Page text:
First-time Home Buyer’s Plan – A New Registered Plan is Available
Today’s real estate market is at an all-time high; so as a first-time home buyer – it is not only an intimidating but also an expensive time to enter into home ownership. Many homes sold over the past couple of years have been selling with multiple offers and no conditions. Now interest rates have also risen substantially, so the cost of borrowing for most Canadians has added significant pressure for cash flow on families.
For those who may be considering entering the market for the first time, utilizing every resource available is more important than ever. This could include government programs as well as, professional guidance.
Programs Available to First-time Home Buyers
- First-Time Home Buyer Incentive
- Home Buyer’s Plan
- Home Buyer’s Amount
- Land Transfer Tax Refund
- Tax-free First Home Savings Account (New)
What is a First-time Home Buyer?
A First-time Home Buyer in Canada is someone who has yet to own a home in which they lived at any time during the part of the calendar year before the account is opened or at any time in the preceding four calendar years. Additionally, the individual must not have occupied a home owned by their current spouse or common-law partner.
The New Tax-free First Home Savings Account (FHSA)
The FHSA is a proposed savings account specifically for those saving to purchase their first home. It acts like an RRSP. The Government expects to roll out the new tax-free savings account on April 1, 2023, but it may not be available at financial institutions until later in the year.
- You must be 18 years of age and a Canadian resident to open an FHSA.
- Contributions are tax-deductible, similar to an RRSP.
- Withdrawals, including accrued investment income or gains, are tax-free, like a TFSA, if the withdrawal is used to purchase a home.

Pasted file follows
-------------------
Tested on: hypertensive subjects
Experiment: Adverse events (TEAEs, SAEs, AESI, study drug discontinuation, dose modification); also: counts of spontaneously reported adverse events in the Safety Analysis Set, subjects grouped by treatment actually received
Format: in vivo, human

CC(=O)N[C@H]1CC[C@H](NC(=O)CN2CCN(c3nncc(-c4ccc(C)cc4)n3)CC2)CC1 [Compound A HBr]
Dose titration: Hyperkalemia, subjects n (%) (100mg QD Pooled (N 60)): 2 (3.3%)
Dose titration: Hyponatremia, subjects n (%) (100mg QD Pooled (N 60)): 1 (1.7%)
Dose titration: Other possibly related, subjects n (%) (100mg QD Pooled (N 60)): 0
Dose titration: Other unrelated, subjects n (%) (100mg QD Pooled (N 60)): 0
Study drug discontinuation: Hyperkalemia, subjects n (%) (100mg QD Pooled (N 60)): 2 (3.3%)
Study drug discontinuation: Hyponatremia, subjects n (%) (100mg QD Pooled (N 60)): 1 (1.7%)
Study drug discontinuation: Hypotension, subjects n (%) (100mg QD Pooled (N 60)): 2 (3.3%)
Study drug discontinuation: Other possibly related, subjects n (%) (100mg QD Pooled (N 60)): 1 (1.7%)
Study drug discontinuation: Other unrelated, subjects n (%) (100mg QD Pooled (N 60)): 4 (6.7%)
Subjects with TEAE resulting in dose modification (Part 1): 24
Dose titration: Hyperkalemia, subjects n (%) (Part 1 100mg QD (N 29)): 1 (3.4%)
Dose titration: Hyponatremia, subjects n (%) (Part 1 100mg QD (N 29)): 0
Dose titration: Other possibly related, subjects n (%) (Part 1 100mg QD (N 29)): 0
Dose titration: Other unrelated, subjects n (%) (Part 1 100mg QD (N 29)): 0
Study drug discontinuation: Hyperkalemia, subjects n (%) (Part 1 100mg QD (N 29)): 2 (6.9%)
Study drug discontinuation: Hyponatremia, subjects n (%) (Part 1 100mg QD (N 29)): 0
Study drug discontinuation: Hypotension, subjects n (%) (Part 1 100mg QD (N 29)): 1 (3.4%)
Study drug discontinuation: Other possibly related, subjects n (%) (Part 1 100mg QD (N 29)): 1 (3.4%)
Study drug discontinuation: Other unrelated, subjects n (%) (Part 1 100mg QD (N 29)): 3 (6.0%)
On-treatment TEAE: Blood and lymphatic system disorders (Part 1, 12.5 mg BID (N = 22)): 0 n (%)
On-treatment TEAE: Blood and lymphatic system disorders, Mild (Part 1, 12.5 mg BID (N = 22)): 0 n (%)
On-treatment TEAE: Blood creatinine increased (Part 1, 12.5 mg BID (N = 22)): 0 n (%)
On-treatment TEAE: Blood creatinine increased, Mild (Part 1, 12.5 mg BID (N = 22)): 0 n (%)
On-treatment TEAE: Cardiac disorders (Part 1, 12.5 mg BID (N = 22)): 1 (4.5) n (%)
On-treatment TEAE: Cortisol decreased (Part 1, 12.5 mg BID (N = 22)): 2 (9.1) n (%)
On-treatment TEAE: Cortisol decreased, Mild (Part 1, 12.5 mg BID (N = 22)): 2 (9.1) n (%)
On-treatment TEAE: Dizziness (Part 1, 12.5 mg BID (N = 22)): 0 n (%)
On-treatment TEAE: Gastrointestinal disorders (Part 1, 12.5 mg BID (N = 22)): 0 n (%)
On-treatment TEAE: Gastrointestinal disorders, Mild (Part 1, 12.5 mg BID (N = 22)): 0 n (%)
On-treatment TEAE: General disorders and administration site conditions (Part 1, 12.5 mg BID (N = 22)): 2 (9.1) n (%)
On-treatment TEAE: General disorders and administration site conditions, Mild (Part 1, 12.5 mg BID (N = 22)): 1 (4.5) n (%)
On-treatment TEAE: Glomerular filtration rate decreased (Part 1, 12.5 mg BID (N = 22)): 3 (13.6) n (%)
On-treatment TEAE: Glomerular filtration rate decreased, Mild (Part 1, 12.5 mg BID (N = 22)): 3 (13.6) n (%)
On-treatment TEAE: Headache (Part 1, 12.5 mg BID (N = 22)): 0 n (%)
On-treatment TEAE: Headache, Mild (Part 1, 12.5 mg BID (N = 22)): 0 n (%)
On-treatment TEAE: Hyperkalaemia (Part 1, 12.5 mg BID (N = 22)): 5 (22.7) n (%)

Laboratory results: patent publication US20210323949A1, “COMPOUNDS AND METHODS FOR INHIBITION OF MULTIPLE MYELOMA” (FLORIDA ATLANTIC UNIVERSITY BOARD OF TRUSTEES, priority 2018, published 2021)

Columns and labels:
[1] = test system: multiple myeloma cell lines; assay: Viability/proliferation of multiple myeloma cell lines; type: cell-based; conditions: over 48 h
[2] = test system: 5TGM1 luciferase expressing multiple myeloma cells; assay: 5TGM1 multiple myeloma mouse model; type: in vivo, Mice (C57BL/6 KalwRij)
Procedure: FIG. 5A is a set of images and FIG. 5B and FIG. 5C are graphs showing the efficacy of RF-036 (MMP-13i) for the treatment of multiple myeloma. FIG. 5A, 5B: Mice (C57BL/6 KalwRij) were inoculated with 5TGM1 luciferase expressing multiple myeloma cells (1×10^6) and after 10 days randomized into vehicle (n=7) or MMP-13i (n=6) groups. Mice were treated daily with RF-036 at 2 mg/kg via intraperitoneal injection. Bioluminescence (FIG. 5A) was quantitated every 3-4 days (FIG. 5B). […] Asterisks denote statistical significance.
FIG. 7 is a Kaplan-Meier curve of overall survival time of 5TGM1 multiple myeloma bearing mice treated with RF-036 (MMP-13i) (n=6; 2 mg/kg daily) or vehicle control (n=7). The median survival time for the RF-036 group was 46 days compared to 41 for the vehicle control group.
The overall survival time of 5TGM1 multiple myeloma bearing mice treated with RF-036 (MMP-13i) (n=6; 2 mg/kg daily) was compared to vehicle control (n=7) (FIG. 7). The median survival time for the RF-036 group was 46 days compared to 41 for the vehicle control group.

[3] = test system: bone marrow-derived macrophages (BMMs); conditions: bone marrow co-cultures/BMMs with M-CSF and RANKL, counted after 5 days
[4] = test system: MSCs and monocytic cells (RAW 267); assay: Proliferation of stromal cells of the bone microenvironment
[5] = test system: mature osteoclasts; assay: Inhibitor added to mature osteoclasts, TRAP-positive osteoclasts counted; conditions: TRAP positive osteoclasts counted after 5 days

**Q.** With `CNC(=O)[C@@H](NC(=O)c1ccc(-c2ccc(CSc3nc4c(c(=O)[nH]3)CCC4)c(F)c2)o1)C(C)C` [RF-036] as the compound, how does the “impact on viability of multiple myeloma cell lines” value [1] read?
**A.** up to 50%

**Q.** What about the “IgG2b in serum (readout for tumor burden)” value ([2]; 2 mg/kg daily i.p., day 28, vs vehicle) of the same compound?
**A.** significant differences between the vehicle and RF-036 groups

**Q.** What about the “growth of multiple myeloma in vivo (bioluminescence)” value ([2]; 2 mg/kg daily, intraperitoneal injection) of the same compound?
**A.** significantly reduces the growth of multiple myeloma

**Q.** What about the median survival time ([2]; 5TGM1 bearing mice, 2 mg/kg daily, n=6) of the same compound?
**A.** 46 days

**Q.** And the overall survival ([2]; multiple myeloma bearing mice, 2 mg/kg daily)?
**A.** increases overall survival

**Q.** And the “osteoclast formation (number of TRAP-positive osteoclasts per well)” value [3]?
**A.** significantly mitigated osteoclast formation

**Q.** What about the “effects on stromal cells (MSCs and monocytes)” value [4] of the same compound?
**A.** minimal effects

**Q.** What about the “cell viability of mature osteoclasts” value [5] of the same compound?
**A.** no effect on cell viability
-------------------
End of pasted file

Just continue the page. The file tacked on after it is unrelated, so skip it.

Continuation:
- Your maximum tax-deductible contribution is $8,000 per year, lifetime maximum of $40,000.
- Upon the fifteenth anniversary of opening an FHSA or when the individual turns 71 years old – whichever event occurs first – the account will be closed. Any savings not used towards the purchase a qualifying home can then be transferred into an RRSP or RRIF on a tax-free basis or would otherwise have to be withdrawn on a taxable basis.
- Can be used with other programs (source: https:// www.advisor.ca/tax/tax-news/first-time-homebuyers-can-use-fhsa-and-hbp-feds-propose/)
What you Need to Know about FHSA
Publicly traded securities, governments and corporate bonds, mutual funds, and guaranteed investment certificates are permitted to be held within an FHSA. This is similar to the types of investments eligible to be held in a Tax-free Savings Account (TFSA). Both savings accounts have similar criteria, except for investments such as non-arm’s length companies, land, shares of private corporations, and general partnership units are not permitted to be held within an FHSA.
In a calendar year, the annual contribution limit of $8,000 allows for a tax deduction for contributions to an FHSA. Contributions within 60 days of the following calendar year cannot be deducted against the prior year’s income. This is different from a Registered Retirement Savings Plan (RRSP).
Similar to an RRSP, an individual is not required to claim a deduction in the year contributions were made. The undeducted contributions can be carried forward indefinitely and deducted in a future year. To determine the best strategy for optimizing the deduction of FHSA, consult with your tax advisor.
The total annual contribution limit is $8,000 and a lifetime limit of $40,000, regardless if an individual holds multiple FHSA’s This would apply across all accounts. Only the unused portion of the $8,000 annual limit can be carried forward into the future, the maximum contribution room to be carried forward is capped at $8,000. Overcontributions to an FHSA would be subject to a 1% tax based on the highest amount of such excess each month that the individual remains in an overcontributed position.
In case an individual passes away while holding an FHSA, their spouse should be named as the successor account holder to allow the transfer of the FHSA on a tax-exempt basis to the spouse. To do so, the spouse must meet the criteria to hold an FHSA.
Subject to the FHSA limits and qualified investment rules, individuals can transfer funds on a tax-free basis, from an RRSP to an FHSA, These transfers would not be deductible and would not reinstate an individual’s RRSP contribution room.
If you want to discuss how you or someone you know can use the above First-time Home Buyer’s Plan programs, contact a DJB Wealth Management Advisor. They can discuss which options may be right for you.